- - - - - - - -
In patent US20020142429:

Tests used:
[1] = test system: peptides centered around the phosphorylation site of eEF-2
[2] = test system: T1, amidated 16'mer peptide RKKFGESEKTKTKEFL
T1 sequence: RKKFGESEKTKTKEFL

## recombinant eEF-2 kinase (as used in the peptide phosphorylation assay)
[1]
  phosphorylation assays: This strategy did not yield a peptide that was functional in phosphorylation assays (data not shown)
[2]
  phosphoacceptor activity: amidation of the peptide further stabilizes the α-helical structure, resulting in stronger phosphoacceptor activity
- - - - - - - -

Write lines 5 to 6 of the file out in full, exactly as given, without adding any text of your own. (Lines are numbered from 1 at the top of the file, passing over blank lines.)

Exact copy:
T1 sequence: RKKFGESEKTKTKEFL

## recombinant eEF-2 kinase (as used in the peptide phosphorylation assay)